Trajectories of self-esteem in extremely low birth weight survivors through adulthood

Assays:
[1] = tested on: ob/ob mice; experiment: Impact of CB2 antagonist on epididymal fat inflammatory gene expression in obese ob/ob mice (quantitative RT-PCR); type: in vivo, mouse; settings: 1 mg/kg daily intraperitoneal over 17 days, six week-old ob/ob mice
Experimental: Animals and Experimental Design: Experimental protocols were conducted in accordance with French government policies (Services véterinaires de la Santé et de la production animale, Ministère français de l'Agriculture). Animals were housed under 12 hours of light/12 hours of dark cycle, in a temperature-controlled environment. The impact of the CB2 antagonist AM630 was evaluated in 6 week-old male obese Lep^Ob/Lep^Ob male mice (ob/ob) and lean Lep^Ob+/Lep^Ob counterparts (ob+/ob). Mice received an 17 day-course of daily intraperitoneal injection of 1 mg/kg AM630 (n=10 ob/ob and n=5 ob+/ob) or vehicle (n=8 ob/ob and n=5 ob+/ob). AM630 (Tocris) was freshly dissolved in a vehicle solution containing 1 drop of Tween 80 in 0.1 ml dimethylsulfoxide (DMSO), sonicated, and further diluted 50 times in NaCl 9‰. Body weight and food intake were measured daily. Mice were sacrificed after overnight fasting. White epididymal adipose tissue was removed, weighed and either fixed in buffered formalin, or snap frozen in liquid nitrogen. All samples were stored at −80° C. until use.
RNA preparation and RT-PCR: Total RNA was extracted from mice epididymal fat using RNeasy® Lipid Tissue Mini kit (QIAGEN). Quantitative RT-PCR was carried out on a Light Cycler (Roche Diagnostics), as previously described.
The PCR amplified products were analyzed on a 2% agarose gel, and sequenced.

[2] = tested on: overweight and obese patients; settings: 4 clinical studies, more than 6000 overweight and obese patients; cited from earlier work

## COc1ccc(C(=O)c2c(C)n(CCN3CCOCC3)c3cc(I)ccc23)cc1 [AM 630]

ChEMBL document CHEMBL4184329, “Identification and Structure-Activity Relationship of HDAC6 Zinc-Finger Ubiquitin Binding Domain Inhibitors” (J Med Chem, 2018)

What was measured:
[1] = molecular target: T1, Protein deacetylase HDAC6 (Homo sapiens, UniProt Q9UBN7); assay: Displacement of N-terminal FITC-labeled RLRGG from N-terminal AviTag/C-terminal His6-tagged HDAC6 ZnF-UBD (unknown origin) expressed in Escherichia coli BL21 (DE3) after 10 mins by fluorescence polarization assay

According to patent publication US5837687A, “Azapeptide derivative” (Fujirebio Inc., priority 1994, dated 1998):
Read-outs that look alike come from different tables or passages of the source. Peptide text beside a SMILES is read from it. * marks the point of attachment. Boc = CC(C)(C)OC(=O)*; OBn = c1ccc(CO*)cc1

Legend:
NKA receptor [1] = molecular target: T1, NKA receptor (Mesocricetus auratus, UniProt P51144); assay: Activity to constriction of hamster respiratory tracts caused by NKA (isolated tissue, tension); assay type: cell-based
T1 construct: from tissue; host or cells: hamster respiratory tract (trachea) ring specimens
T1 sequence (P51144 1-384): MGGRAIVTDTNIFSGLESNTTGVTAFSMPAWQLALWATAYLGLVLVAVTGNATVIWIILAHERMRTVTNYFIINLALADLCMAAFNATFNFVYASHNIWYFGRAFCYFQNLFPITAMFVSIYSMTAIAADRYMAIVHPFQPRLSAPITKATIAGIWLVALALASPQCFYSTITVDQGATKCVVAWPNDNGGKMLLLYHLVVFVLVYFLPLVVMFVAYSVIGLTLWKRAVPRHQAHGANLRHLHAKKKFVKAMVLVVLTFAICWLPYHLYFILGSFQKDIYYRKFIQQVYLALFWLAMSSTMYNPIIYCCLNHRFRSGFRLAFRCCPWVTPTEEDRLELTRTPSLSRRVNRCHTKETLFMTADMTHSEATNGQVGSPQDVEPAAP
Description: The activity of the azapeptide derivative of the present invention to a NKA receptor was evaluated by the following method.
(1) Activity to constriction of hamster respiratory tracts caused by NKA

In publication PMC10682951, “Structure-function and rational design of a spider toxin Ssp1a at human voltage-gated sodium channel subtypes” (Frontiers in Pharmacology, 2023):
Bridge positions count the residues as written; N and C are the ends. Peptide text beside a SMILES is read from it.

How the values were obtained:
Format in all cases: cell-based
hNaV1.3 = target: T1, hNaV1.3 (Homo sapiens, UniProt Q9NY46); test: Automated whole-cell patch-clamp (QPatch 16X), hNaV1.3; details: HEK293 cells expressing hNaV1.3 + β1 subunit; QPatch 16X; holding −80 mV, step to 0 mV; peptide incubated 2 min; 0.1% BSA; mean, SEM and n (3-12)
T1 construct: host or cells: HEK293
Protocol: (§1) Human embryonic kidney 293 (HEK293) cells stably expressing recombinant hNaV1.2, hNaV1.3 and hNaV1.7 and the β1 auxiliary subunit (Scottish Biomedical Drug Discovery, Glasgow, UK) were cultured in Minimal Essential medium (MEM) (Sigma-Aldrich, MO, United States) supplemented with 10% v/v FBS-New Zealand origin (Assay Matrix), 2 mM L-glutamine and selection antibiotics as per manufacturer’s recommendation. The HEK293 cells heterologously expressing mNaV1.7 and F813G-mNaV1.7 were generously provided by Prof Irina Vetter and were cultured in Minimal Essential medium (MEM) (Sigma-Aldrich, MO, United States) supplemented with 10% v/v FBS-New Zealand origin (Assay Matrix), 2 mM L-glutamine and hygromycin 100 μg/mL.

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Although the developmental course of self-esteem has been examined in general population samples, there is a lack of research examining the trajectory of self-esteem in populations who experience unique developmental challenges. We compared the trajectory of self-esteem in extremely low birth weight (ELBW; <1000 grams) survivors and normal birth weight (NBW) controls from mid-adolescence through their early 30s. Self-esteem was reported during three follow-up periods (age 12-16, age 22-26, age 30-35). Adjusting for sex, chronic health problems, socioeconomic status, and social support, no difference was noted in self-esteem in the two groups in adolescence, but birth weight status predicted rate of change of self-esteem from adolescence to adulthood. The NBW controls showed the expected, normative increases in self-esteem from mid-adolescence to young adulthood, while ELBW individuals displayed stable, low levels of self-esteem into young adulthood. Our findings highlight that ELBW survivors may not experience the normative trajectory of self-esteem into young adulthood.
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